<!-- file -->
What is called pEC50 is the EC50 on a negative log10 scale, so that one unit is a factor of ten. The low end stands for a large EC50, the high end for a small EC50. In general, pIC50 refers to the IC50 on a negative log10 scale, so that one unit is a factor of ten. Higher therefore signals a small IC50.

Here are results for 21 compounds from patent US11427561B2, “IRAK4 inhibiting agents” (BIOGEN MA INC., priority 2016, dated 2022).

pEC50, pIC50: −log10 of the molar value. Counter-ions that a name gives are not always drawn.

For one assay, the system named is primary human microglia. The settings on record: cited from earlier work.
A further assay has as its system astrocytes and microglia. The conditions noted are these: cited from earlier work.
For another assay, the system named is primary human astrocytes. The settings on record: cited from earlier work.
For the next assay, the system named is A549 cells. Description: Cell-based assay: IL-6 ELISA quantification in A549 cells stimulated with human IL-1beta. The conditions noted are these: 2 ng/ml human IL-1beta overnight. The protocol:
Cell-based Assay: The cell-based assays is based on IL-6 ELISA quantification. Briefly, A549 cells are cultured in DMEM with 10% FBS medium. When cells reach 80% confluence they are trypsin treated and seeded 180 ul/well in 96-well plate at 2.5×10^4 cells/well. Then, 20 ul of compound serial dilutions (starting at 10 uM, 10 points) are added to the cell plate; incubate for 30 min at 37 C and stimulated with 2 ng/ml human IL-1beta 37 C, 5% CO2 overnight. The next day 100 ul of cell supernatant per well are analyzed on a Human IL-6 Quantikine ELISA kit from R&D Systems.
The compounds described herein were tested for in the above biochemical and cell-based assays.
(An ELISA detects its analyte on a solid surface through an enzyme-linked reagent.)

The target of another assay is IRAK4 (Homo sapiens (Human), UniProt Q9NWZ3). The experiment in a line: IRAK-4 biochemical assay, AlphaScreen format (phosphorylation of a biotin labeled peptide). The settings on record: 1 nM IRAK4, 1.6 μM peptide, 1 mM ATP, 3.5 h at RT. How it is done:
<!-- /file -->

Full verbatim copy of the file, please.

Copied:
What is called pEC50 is the EC50 on a negative log10 scale, so that one unit is a factor of ten. The low end stands for a large EC50, the high end for a small EC50. In general, pIC50 refers to the IC50 on a negative log10 scale, so that one unit is a factor of ten. Higher therefore signals a small IC50.

Here are results for 21 compounds from patent US11427561B2, “IRAK4 inhibiting agents” (BIOGEN MA INC., priority 2016, dated 2022).

pEC50, pIC50: −log10 of the molar value. Counter-ions that a name gives are not always drawn.

For one assay, the system named is primary human microglia. The settings on record: cited from earlier work.
A further assay has as its system astrocytes and microglia. The conditions noted are these: cited from earlier work.
For another assay, the system named is primary human astrocytes. The settings on record: cited from earlier work.
For the next assay, the system named is A549 cells. Description: Cell-based assay: IL-6 ELISA quantification in A549 cells stimulated with human IL-1beta. The conditions noted are these: 2 ng/ml human IL-1beta overnight. The protocol:
Cell-based Assay: The cell-based assays is based on IL-6 ELISA quantification. Briefly, A549 cells are cultured in DMEM with 10% FBS medium. When cells reach 80% confluence they are trypsin treated and seeded 180 ul/well in 96-well plate at 2.5×10^4 cells/well. Then, 20 ul of compound serial dilutions (starting at 10 uM, 10 points) are added to the cell plate; incubate for 30 min at 37 C and stimulated with 2 ng/ml human IL-1beta 37 C, 5% CO2 overnight. The next day 100 ul of cell supernatant per well are analyzed on a Human IL-6 Quantikine ELISA kit from R&D Systems.
The compounds described herein were tested for in the above biochemical and cell-based assays.
(An ELISA detects its analyte on a solid surface through an enzyme-linked reagent.)

The target of another assay is IRAK4 (Homo sapiens (Human), UniProt Q9NWZ3). The experiment in a line: IRAK-4 biochemical assay, AlphaScreen format (phosphorylation of a biotin labeled peptide). The settings on record: 1 nM IRAK4, 1.6 μM peptide, 1 mM ATP, 3.5 h at RT. How it is done: